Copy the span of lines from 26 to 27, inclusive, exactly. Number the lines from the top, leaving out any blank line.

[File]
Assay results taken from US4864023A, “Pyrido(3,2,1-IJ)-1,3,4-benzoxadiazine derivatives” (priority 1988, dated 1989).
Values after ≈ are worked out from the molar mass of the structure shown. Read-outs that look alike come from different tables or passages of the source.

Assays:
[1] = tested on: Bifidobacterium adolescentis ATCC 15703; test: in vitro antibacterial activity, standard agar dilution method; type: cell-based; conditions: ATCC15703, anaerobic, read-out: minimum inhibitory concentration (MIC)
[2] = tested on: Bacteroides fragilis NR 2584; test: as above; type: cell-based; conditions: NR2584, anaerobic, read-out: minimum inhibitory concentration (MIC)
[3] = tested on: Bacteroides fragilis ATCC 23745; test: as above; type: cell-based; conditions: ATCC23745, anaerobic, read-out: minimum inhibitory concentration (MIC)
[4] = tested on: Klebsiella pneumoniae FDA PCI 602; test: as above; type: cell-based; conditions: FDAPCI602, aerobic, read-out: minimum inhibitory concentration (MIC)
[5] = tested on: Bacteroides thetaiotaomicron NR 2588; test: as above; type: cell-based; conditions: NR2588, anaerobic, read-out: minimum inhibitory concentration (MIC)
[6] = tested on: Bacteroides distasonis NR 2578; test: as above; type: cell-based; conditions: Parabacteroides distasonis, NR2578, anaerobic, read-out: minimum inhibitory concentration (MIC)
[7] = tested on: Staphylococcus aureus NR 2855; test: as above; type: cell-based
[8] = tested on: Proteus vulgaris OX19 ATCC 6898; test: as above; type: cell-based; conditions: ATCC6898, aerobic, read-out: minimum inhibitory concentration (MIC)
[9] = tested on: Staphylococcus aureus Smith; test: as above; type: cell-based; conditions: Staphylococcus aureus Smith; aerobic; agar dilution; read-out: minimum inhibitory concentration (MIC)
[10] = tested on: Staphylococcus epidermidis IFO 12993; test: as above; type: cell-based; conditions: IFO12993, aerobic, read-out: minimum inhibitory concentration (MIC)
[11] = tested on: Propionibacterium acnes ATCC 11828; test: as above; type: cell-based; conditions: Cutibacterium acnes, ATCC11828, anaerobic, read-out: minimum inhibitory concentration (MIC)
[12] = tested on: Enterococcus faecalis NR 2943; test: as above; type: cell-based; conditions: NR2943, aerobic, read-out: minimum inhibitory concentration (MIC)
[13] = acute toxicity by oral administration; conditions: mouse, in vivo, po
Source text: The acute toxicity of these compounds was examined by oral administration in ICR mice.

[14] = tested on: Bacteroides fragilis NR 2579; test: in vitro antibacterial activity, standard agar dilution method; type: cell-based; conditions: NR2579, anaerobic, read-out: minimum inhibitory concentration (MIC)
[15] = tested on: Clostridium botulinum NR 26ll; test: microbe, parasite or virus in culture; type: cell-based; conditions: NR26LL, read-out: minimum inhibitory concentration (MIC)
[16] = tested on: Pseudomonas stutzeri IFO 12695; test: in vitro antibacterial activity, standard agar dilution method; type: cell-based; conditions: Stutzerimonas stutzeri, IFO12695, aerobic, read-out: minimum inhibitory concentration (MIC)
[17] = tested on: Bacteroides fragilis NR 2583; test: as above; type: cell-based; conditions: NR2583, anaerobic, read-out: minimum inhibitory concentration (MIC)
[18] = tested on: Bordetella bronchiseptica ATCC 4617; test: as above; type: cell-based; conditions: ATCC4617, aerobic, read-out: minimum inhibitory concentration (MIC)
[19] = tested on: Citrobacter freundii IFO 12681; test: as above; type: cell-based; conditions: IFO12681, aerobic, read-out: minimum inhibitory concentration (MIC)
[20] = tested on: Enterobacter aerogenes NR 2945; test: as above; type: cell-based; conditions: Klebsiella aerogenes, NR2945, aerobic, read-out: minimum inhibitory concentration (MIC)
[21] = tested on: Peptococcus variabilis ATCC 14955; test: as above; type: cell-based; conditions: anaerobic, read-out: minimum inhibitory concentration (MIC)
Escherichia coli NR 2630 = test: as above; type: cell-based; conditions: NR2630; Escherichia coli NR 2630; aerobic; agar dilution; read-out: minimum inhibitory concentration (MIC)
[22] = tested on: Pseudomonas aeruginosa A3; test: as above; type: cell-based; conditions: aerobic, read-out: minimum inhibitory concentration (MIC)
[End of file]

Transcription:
Escherichia coli NR 2630 = test: as above; type: cell-based; conditions: NR2630; Escherichia coli NR 2630; aerobic; agar dilution; read-out: minimum inhibitory concentration (MIC)
[22] = tested on: Pseudomonas aeruginosa A3; test: as above; type: cell-based; conditions: aerobic, read-out: minimum inhibitory concentration (MIC)